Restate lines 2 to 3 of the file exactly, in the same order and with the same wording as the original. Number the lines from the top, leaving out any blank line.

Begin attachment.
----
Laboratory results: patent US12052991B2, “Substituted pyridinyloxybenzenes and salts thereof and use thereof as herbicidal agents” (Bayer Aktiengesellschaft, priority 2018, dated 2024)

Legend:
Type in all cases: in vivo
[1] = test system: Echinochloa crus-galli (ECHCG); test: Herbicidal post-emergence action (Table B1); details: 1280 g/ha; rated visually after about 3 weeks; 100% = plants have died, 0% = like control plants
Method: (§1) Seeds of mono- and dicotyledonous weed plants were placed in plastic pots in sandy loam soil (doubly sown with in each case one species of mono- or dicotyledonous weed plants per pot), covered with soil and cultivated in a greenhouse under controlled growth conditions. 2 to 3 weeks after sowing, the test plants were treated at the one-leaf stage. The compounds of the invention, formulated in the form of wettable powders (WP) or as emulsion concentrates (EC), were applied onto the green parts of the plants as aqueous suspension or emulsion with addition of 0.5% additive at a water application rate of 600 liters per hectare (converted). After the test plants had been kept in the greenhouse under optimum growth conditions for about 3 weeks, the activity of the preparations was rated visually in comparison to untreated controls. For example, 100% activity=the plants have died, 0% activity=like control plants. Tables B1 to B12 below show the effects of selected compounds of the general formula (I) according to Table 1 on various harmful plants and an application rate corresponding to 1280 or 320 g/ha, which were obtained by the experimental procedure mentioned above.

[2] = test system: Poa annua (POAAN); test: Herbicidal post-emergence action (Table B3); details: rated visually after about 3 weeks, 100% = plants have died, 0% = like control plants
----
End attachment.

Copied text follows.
Legend:
Type in all cases: in vivo